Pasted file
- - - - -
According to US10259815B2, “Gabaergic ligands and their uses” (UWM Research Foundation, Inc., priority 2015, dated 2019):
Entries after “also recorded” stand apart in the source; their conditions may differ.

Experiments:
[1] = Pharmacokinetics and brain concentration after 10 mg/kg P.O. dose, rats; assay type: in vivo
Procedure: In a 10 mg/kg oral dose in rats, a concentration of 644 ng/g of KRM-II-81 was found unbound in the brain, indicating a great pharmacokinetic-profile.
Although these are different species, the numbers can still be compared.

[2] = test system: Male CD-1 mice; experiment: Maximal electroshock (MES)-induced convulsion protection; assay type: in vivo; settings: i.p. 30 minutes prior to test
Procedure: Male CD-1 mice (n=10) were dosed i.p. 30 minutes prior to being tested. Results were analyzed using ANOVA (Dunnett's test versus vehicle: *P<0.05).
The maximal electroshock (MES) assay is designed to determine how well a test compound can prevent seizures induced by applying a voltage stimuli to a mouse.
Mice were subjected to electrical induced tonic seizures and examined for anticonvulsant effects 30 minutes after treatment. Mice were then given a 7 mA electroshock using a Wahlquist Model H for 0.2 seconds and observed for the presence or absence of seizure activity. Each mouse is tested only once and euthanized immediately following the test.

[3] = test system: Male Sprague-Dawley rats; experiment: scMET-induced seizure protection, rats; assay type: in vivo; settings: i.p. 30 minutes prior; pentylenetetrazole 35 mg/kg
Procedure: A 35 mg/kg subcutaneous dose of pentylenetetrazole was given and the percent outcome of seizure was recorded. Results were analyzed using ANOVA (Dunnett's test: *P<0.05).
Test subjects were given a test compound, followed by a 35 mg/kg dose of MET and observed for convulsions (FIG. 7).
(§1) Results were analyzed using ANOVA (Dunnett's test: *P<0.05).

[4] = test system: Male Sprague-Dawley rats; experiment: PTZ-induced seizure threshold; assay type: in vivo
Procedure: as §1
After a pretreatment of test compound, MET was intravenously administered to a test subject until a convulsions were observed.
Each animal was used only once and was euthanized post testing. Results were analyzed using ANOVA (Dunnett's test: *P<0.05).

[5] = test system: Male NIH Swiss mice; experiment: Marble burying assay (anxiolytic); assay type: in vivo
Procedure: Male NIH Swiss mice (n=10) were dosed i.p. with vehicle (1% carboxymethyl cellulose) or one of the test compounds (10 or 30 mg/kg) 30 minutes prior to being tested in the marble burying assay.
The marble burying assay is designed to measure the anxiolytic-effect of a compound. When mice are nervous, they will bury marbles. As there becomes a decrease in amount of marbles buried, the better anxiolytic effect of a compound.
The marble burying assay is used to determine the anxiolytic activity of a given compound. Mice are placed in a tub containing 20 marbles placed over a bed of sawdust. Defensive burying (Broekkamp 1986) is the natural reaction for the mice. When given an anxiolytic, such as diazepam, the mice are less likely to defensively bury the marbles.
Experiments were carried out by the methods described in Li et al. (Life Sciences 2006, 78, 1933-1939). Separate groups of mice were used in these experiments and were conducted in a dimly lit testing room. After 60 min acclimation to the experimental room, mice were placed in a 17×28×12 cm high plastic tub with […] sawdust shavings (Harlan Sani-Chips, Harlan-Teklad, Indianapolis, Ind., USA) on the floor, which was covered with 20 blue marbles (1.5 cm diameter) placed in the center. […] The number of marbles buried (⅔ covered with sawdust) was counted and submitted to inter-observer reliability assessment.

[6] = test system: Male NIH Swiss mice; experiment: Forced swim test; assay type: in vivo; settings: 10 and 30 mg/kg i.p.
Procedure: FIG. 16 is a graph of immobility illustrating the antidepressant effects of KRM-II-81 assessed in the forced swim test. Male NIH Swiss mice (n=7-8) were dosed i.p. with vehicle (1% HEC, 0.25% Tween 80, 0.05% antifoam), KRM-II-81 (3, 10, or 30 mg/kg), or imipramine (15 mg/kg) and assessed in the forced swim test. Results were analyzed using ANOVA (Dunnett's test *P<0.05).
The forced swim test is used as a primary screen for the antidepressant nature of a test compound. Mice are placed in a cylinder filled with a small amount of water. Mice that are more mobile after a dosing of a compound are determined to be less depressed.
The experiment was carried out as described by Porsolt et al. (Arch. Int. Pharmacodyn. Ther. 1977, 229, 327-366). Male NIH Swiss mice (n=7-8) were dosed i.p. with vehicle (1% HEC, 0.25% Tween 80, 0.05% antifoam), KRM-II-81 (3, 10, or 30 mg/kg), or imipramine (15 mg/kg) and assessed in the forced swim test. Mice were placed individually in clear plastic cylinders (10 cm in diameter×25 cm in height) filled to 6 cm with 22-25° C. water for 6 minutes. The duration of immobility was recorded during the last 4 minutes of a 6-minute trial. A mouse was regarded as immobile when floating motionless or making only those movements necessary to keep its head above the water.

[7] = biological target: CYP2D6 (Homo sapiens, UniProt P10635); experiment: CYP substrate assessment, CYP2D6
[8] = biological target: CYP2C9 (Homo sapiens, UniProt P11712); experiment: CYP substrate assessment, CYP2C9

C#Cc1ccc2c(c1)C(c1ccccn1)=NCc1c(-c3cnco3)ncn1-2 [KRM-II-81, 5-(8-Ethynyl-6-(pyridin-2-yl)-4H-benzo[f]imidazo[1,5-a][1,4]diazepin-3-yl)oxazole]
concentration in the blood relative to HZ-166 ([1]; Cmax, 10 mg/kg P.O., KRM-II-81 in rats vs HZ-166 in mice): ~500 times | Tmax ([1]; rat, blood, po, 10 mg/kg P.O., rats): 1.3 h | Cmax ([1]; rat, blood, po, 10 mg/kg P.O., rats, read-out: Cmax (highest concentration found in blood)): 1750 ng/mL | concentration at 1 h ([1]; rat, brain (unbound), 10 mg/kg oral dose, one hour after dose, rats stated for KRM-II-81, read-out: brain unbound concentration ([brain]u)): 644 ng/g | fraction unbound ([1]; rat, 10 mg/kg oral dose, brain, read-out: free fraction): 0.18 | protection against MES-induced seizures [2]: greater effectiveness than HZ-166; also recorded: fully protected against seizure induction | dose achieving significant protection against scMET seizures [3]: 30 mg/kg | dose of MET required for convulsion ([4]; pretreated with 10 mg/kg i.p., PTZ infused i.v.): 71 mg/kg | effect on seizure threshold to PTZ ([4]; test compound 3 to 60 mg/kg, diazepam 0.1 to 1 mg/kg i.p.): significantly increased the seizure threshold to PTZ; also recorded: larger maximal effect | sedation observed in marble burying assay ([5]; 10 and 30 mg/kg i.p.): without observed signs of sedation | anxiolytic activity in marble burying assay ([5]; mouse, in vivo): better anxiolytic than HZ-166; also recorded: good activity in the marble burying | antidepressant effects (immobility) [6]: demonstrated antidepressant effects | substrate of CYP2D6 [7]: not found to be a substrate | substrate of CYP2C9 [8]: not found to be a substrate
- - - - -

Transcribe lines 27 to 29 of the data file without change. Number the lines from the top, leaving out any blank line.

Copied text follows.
The experiment was carried out as described by Porsolt et al. (Arch. Int. Pharmacodyn. Ther. 1977, 229, 327-366). Male NIH Swiss mice (n=7-8) were dosed i.p. with vehicle (1% HEC, 0.25% Tween 80, 0.05% antifoam), KRM-II-81 (3, 10, or 30 mg/kg), or imipramine (15 mg/kg) and assessed in the forced swim test. Mice were placed individually in clear plastic cylinders (10 cm in diameter×25 cm in height) filled to 6 cm with 22-25° C. water for 6 minutes. The duration of immobility was recorded during the last 4 minutes of a 6-minute trial. A mouse was regarded as immobile when floating motionless or making only those movements necessary to keep its head above the water.

[7] = biological target: CYP2D6 (Homo sapiens, UniProt P10635); experiment: CYP substrate assessment, CYP2D6
[8] = biological target: CYP2C9 (Homo sapiens, UniProt P11712); experiment: CYP substrate assessment, CYP2C9